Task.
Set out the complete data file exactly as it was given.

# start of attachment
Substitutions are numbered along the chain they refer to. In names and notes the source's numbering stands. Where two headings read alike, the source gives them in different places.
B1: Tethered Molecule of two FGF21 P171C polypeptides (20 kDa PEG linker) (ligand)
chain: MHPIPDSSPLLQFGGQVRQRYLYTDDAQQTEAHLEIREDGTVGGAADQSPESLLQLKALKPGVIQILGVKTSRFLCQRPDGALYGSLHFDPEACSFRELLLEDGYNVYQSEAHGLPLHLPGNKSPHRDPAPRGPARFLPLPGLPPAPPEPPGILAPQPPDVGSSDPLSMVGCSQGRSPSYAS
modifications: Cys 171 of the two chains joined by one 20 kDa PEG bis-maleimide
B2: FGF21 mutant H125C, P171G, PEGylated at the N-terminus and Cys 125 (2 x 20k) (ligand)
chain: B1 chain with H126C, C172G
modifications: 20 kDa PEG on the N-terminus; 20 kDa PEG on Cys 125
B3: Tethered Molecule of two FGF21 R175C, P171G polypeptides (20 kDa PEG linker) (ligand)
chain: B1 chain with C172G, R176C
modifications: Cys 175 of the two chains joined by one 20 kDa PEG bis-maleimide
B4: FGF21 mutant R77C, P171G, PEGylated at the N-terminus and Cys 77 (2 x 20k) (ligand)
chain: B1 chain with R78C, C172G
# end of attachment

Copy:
Substitutions are numbered along the chain they refer to. In names and notes the source's numbering stands. Where two headings read alike, the source gives them in different places.
B1: Tethered Molecule of two FGF21 P171C polypeptides (20 kDa PEG linker) (ligand)
chain: MHPIPDSSPLLQFGGQVRQRYLYTDDAQQTEAHLEIREDGTVGGAADQSPESLLQLKALKPGVIQILGVKTSRFLCQRPDGALYGSLHFDPEACSFRELLLEDGYNVYQSEAHGLPLHLPGNKSPHRDPAPRGPARFLPLPGLPPAPPEPPGILAPQPPDVGSSDPLSMVGCSQGRSPSYAS
modifications: Cys 171 of the two chains joined by one 20 kDa PEG bis-maleimide
B2: FGF21 mutant H125C, P171G, PEGylated at the N-terminus and Cys 125 (2 x 20k) (ligand)
chain: B1 chain with H126C, C172G
modifications: 20 kDa PEG on the N-terminus; 20 kDa PEG on Cys 125
B3: Tethered Molecule of two FGF21 R175C, P171G polypeptides (20 kDa PEG linker) (ligand)
chain: B1 chain with C172G, R176C
modifications: Cys 175 of the two chains joined by one 20 kDa PEG bis-maleimide
B4: FGF21 mutant R77C, P171G, PEGylated at the N-terminus and Cys 77 (2 x 20k) (ligand)
chain: B1 chain with R78C, C172G